Learning Life Skills Through Customer Service
At some point in our lives, most of us have worked some sort of customer service job, be it retail, call center, tech support, or otherwise. What we may not have realized at the time is that those jobs were teaching us skills we would use elsewhere in life.
As our Mods know, customer service is not only about responding to emails and tweets or helping customers; it’s also about the skills you take away from it that you can apply to your everyday life. In addition to learning to work with new tools, troubleshoot specific technical issues, or process a product return, customer service roles teach you essential life skills like empathy, patience, how to stay organized and calm under pressure, problem solving and analysis, and so much more.
There’s a fantastic explanation by scholar Brené Brown on the difference between empathy and sympathy, and why the former is so much more powerful when it comes to helping others.
As Brown explains, empathy creates a connection with someone who’s having a problem, while sympathy tries to put a silver lining around their problem. When you work in customer service, empathy is essential to helping others, even in situations where you can’t necessarily solve their issue.
“In previous positions, I have been told to never say ‘sorry,’ because it implies liability. At ModSquad, I have learned that ‘sorry’ is not a dirty word. I am encouraged to empathize more readily and express that I am sorry for the experience our customer has had, even if our client is not to blame.
“I have learned that people sometimes need to be heard more than they need to be “handled”. Learning that empathizing is a tangible method of support has helped me to help those I can and hear those I can’t. A skill that is invaluable to me, every day!”
—Joe Moore, Mod
As Brown attests, exercising empathy is difficult. Withholding judgment and seeing things from someone else’s perspective is tough. But you know what’s tougher? Naming a situation in life – a relationship, a business decision, anything – that wasn’t made better by empathizing with others.
“I always strive to put myself in the customer’s shoes. How would I feel if this happened to me? What can I do to help them, make them happy, and keep them coming back, while still making sure I follow the client’s policies and procedures? It can be a tricky balance, and not all customers can be made happy. But the customers who do leave happy make it worth it.”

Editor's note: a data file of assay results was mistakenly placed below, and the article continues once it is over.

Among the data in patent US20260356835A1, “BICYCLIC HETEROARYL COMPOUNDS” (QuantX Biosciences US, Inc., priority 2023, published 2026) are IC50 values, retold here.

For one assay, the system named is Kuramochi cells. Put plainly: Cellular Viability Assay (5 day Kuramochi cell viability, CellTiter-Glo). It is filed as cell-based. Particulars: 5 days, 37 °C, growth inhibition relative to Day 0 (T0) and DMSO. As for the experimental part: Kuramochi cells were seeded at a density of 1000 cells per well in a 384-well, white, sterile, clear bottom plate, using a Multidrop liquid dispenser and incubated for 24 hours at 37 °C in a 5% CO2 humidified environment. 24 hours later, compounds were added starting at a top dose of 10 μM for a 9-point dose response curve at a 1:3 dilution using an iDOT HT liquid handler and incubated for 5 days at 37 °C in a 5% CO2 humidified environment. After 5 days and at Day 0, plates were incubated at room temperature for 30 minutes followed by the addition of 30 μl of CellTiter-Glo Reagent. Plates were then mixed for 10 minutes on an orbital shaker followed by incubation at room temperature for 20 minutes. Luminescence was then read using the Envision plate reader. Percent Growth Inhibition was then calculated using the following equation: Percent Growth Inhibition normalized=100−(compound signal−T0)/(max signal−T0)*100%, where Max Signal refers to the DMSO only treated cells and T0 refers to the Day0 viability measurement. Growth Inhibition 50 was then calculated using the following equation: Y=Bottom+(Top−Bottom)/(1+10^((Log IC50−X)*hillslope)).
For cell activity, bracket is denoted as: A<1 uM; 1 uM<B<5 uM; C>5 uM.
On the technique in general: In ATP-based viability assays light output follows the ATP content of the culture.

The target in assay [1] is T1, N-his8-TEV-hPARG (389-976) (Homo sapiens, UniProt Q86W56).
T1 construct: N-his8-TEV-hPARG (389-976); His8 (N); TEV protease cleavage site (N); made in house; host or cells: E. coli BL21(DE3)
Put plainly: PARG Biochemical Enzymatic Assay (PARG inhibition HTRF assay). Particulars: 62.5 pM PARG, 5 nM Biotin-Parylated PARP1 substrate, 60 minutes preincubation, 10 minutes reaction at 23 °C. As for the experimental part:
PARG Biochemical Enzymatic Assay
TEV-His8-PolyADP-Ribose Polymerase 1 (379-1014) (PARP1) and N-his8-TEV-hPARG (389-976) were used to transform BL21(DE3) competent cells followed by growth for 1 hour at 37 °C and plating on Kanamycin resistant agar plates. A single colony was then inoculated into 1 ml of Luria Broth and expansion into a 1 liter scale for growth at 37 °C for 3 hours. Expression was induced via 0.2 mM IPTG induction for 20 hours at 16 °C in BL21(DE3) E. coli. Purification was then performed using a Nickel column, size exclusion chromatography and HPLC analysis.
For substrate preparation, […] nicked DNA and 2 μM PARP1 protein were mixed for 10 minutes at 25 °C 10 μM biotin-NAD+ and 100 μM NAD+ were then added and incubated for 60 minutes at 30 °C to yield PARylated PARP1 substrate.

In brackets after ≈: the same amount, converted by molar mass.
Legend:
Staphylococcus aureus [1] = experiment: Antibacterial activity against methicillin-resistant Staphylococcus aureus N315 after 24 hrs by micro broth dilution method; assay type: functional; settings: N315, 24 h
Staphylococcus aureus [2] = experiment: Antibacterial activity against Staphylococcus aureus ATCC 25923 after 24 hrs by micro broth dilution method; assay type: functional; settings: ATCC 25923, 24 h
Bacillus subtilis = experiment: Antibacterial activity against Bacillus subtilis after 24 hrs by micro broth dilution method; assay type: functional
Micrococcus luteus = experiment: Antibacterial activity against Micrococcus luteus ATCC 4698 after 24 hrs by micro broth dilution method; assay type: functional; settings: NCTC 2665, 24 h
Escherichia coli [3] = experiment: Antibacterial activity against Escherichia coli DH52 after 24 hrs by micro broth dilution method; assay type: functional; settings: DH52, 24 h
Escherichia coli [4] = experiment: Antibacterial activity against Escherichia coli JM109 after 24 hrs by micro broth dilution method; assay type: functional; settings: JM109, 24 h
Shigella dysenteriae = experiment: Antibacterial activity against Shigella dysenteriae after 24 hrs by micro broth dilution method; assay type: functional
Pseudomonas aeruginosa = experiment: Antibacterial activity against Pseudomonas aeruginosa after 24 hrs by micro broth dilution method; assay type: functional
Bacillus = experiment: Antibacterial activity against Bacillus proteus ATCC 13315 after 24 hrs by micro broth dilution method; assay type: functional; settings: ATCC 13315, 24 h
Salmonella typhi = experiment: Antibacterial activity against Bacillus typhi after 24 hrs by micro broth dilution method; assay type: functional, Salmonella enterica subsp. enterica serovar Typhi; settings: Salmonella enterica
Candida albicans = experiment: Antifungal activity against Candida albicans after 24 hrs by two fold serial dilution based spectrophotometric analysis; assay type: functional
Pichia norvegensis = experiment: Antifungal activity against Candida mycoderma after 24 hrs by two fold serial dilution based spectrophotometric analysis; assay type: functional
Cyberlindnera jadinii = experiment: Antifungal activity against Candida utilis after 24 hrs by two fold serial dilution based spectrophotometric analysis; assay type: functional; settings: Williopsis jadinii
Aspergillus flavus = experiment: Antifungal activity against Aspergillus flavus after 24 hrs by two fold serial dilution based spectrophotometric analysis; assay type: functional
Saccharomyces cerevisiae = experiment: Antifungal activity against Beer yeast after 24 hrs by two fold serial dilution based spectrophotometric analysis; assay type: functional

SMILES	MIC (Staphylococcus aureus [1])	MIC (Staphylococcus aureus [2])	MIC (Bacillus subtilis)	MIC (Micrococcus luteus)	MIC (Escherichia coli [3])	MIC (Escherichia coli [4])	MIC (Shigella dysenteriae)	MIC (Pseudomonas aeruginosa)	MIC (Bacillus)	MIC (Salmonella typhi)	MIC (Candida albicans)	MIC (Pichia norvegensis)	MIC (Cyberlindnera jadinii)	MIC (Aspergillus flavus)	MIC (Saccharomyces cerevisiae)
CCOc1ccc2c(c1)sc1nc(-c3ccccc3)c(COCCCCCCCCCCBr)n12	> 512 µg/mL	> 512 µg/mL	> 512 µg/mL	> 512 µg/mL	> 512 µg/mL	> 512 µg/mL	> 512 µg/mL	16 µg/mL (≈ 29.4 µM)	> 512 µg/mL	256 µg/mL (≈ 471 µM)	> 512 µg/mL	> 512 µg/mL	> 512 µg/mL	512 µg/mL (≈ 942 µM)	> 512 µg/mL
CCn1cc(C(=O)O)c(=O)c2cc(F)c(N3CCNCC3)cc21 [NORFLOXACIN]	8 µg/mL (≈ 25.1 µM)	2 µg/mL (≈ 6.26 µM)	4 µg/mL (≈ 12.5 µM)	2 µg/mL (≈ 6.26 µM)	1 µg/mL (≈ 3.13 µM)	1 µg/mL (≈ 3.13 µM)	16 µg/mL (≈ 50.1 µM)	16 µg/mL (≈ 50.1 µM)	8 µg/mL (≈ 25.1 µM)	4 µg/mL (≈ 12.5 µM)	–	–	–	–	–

—Laura Leonard, Mod
Working in customer service also teaches patience. When a frustrated customer has run out of patience, it can be tough to have it yourself. When a new issue arises, especially a technical one, a solution is not always available immediately; agents have to not only be patient themselves while a solution is created, but they also have to help keep customers patient.
“As a customer service representative, working with unhappy customers can be very trying at times. Every project I have been on thus far with ModSquad has reinforced my patience and understanding, skills I apply to most aspects of my life.”
—Caterina Schenck, Mod
When the pressure of high ticket volume, upset customers, and unresolved issues stack up, it can be a challenge to stay calm. Working in customer service teaches you that getting overwhelmed results in disorganized behavior and lowers the quality of your work (not to mention the stress it puts on you personally). By facing the challenges they do on a daily basis, customer service agents learn how to stay calm under pressure: focus on one thing at a time, trust your abilities, and don’t stress over the small things.
Problem Solving and Analysis
We all encounter problems and challenges on a daily basis. Just like in customer service, the best solution is not always obvious, and it takes thorough analysis of many factors to make a smart decision. This is especially true for those working in technical support. When “have you tried turning it off and on again?” doesn’t work, support agents have to make sure they’re asking the right questions to get the information they need from customers. This also requires honing one’s communication skills, specifically the ability to translate from “tech-speak” to language everyday customers can understand.
In all areas of customer service, being able to solve problems also means actively listening to exactly what a customer is saying without making assumptions as to what they need.
If I’ve learned anything working in customer service, it’s to listen. Actively, wholeheartedly listen! Our customers are all individuals with unique stories and interests, each experiencing unique issues. The only way to understand how we can help, is to listen to what they’re telling us.”
—Jenny Young, Project Manager
And Many More…
Logistically, customer service work also teaches things like organization and time management, not to mention the specific product knowledge and industry awareness you gain based on the companies you work for. Customer support team supervisors and managers develop leadership skills they can apply throughout their careers and mentorship skills they can use to help friends and family.
Here at ModSquad, we know that working hard to keep our clients and customers happy also helps us develop skills we can take with us through our lives and careers. What skills have you learned through working in customer service? Share with us in the comments — we’d love to hear about your experiences.This entry was posted in Customer Support. Bookmark the permalink.
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